The United Nations Secretary General Antonio Guterres has appointed Winnie Byanyima as the new Executive Director of the Joint United Nations Programme on HIV/AIDS (UNAIDS).
Byanyima fills the post left by Michel Sidibe (UNAIDS ED, 2009-19) who is now minister of health in his native Mali.
In her new role, the 60-year-old Ugandan career diplomat will lead a robust team in an expanded response to the HIV and AIDS pandemic around the world.
Ms Byanyima has more than 30 years of experience in political leadership, diplomacy and humanitarian engagement.
In her acceptance message, Byanyima, who describes herself as being passionate about justice and human dignity, said she looks forward to joining the UNAIDS team and to “working closely with co-sponsors and partners to remove barriers to prevention, treatment and care”.
“I am honoured to be joining UNAIDS as the Executive Director at such a critical time in the response to HIV,” said Byanyima. “The end of AIDS as a public health threat by 2030 is a goal that is within the world’s reach, but I do not underestimate the scale of the challenge ahead. Working with all its partners, UNAIDS must continue to speak up for the people left behind and champion human rights as the only way to end the epidemic.”
“Byanyima brings a wealth of experience and commitment in harnessing the power of government, multilateral agencies, the private sector and civil society to end the HIV and AIDS crisis for communities around the world” the UNAIDS said in a statement.
Ms Byanyima has been the Executive Director of Oxfam International since 2013. Prior to that, she served for seven years as the Director of Gender and Development at the United Nations Development Programme.
It was a historic milestone when Uganda Airlines successfully completed its maiden flight from Entebbe to Nairobi on Tuesday, raising optimism over the future of the East African country’s aviation industry.
The inaugural flight highlighted the start of a new chapter in Uganda’s commercial aviation, with President Yoweri Museveni describing the commissioning as a “historic moment” for all Ugandans.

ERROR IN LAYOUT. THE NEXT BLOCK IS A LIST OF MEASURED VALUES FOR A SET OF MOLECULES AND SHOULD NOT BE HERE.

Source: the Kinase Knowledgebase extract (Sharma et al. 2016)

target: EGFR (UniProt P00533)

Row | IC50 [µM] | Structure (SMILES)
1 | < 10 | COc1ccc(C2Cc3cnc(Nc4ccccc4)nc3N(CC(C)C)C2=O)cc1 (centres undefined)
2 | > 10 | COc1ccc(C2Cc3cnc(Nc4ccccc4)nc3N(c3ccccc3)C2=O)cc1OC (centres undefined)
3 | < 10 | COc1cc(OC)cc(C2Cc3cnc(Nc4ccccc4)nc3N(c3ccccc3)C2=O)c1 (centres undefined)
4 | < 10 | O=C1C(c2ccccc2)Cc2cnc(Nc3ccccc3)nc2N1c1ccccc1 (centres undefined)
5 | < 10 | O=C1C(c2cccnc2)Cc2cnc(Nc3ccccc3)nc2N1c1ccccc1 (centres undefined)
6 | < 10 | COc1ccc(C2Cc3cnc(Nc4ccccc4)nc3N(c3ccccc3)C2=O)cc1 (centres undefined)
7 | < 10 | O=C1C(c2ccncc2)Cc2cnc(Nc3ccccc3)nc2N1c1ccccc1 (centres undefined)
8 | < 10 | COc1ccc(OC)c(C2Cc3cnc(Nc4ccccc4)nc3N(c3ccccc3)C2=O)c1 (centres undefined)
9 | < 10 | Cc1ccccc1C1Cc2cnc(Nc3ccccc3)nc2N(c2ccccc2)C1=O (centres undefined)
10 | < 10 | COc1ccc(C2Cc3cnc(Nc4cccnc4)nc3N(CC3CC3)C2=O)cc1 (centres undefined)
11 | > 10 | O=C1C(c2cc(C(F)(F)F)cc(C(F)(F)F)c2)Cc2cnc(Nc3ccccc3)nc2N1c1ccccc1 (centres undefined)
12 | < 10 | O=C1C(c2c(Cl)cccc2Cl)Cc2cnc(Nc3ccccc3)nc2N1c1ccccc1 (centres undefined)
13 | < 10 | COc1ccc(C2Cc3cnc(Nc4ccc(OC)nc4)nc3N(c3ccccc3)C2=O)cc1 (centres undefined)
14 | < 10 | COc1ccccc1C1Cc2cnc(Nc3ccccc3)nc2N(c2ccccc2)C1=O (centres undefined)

“Uganda plays a critical role in the geo-political and economic stability of East Africa as a region, and as a nation, we are strategically placed to serve our neighbours,” said Museveni.
After 18 years of being out of action, Uganda Airlines is back in the skies albeit with a new code name, UR. Many hope the airline has learned from the mistakes that brought down its predecessor Uganda Airlines in 2001.
Uganda Airlines, like some of its rivals, aims to attract more domestic travelers to help it buck the gloomy continental trend. Around 2 million passengers per year travel through Entebbe, Uganda’s main airport.
Ephraim Bagenda, CEO Uganda Airlines noted 70% of the passengers consist of Ugandans who currently travel on foreign airlines. “We want part of that cake,” he exclaimed.
The revived airline also has plans for two daily flights to Nairobi and Juba, and one daily flight to Dar es Salaam, which will be plied by four Bombardier CRJ 900s aircraft, two of which arrived in the country on April 24.
The four jet fleet of CRJ900s is projected to address the regional market thirst and enhance connectivity, while stimulating traffic growth at the airline’s interconnecting hub of Entebbe airport.
The carrier also plans to tap into main regional destinations for traffic which are: Nairobi – the largest market – followed by Kilimanjaro, Kigali, Johannesburg and Juba.
The airline recently released promotional rates that will run for two months: Return tickets cost $278 for Nairobi, $225 for Juba, $590 for Mogadishu, $286 for Dar es Salaam, $292 for Bujumbura, $325 for Mombasa and $311 for Kilimanjaro.
Uganda is also targeting previously unserved destinations such as Khartoum, Mogadishu, Kinshasa, Lubumbashi, Goma, Mombasa, Lagos and Accra, where connectivity to Uganda requires at least one intermediate stop in both directions.
Uganda Airlines is currently the only airline flying direct from Entebbe to Mogadishu. Kenya Airways and Ethiopian Airways make stopovers at their hubs before connecting.